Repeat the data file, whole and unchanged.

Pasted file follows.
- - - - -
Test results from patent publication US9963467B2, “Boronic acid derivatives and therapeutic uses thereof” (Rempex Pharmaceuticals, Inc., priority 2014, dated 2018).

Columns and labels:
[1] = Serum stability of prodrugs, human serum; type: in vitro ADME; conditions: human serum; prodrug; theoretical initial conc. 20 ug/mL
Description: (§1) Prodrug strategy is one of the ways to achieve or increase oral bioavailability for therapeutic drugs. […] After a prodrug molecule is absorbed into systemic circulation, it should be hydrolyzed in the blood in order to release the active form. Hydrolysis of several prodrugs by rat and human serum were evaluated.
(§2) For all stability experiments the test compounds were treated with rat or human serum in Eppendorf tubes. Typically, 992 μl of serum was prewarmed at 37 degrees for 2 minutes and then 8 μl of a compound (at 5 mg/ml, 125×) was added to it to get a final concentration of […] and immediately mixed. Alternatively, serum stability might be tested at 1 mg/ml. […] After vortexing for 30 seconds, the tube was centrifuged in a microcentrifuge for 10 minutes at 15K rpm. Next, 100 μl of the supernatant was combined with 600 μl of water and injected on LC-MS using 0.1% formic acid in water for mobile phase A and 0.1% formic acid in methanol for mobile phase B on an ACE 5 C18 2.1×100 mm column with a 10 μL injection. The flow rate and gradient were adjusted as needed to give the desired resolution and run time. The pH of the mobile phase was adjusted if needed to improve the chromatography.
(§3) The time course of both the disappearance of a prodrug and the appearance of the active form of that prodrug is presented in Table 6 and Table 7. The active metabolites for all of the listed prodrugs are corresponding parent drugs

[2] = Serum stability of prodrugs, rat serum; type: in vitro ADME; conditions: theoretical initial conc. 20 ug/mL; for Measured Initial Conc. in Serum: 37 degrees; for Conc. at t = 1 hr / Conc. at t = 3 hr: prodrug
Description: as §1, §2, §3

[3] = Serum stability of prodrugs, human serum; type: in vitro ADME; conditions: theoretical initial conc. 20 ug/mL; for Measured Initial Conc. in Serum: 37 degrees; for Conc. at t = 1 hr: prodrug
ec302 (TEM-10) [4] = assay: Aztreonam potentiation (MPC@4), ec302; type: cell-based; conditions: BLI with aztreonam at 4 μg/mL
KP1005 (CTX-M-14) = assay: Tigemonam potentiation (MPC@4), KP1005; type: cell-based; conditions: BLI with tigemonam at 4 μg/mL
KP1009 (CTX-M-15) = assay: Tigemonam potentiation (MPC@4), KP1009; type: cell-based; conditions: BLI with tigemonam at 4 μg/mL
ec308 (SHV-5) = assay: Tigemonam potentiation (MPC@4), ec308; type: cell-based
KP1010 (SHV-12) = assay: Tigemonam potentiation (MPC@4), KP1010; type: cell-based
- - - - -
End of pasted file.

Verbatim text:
Test results from patent publication US9963467B2, “Boronic acid derivatives and therapeutic uses thereof” (Rempex Pharmaceuticals, Inc., priority 2014, dated 2018).

Columns and labels:
[1] = Serum stability of prodrugs, human serum; type: in vitro ADME; conditions: human serum; prodrug; theoretical initial conc. 20 ug/mL
Description: (§1) Prodrug strategy is one of the ways to achieve or increase oral bioavailability for therapeutic drugs. […] After a prodrug molecule is absorbed into systemic circulation, it should be hydrolyzed in the blood in order to release the active form. Hydrolysis of several prodrugs by rat and human serum were evaluated.
(§2) For all stability experiments the test compounds were treated with rat or human serum in Eppendorf tubes. Typically, 992 μl of serum was prewarmed at 37 degrees for 2 minutes and then 8 μl of a compound (at 5 mg/ml, 125×) was added to it to get a final concentration of […] and immediately mixed. Alternatively, serum stability might be tested at 1 mg/ml. […] After vortexing for 30 seconds, the tube was centrifuged in a microcentrifuge for 10 minutes at 15K rpm. Next, 100 μl of the supernatant was combined with 600 μl of water and injected on LC-MS using 0.1% formic acid in water for mobile phase A and 0.1% formic acid in methanol for mobile phase B on an ACE 5 C18 2.1×100 mm column with a 10 μL injection. The flow rate and gradient were adjusted as needed to give the desired resolution and run time. The pH of the mobile phase was adjusted if needed to improve the chromatography.
(§3) The time course of both the disappearance of a prodrug and the appearance of the active form of that prodrug is presented in Table 6 and Table 7. The active metabolites for all of the listed prodrugs are corresponding parent drugs

[2] = Serum stability of prodrugs, rat serum; type: in vitro ADME; conditions: theoretical initial conc. 20 ug/mL; for Measured Initial Conc. in Serum: 37 degrees; for Conc. at t = 1 hr / Conc. at t = 3 hr: prodrug
Description: as §1, §2, §3

[3] = Serum stability of prodrugs, human serum; type: in vitro ADME; conditions: theoretical initial conc. 20 ug/mL; for Measured Initial Conc. in Serum: 37 degrees; for Conc. at t = 1 hr: prodrug
ec302 (TEM-10) [4] = assay: Aztreonam potentiation (MPC@4), ec302; type: cell-based; conditions: BLI with aztreonam at 4 μg/mL
KP1005 (CTX-M-14) = assay: Tigemonam potentiation (MPC@4), KP1005; type: cell-based; conditions: BLI with tigemonam at 4 μg/mL
KP1009 (CTX-M-15) = assay: Tigemonam potentiation (MPC@4), KP1009; type: cell-based; conditions: BLI with tigemonam at 4 μg/mL
ec308 (SHV-5) = assay: Tigemonam potentiation (MPC@4), ec308; type: cell-based
KP1010 (SHV-12) = assay: Tigemonam potentiation (MPC@4), KP1010; type: cell-based